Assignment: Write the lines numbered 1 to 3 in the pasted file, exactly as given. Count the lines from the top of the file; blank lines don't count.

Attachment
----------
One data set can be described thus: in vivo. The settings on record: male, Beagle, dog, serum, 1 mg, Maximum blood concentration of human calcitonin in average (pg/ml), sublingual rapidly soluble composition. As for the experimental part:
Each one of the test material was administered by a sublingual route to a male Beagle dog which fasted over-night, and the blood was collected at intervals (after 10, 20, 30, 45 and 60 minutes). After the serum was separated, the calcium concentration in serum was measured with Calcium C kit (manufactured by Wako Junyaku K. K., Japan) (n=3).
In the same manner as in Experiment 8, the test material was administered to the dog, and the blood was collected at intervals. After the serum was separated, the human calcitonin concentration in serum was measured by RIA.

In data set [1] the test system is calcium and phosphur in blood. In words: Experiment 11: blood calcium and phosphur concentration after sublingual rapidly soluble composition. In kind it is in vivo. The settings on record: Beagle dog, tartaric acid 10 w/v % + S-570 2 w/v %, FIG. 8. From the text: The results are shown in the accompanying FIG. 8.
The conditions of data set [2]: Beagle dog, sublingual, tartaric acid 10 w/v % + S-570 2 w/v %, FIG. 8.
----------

One data set can be described thus: in vivo. The settings on record: male, Beagle, dog, serum, 1 mg, Maximum blood concentration of human calcitonin in average (pg/ml), sublingual rapidly soluble composition. As for the experimental part:
Each one of the test material was administered by a sublingual route to a male Beagle dog which fasted over-night, and the blood was collected at intervals (after 10, 20, 30, 45 and 60 minutes). After the serum was separated, the calcium concentration in serum was measured with Calcium C kit (manufactured by Wako Junyaku K. K., Japan) (n=3).
In the same manner as in Experiment 8, the test material was administered to the dog, and the blood was collected at intervals. After the serum was separated, the human calcitonin concentration in serum was measured by RIA.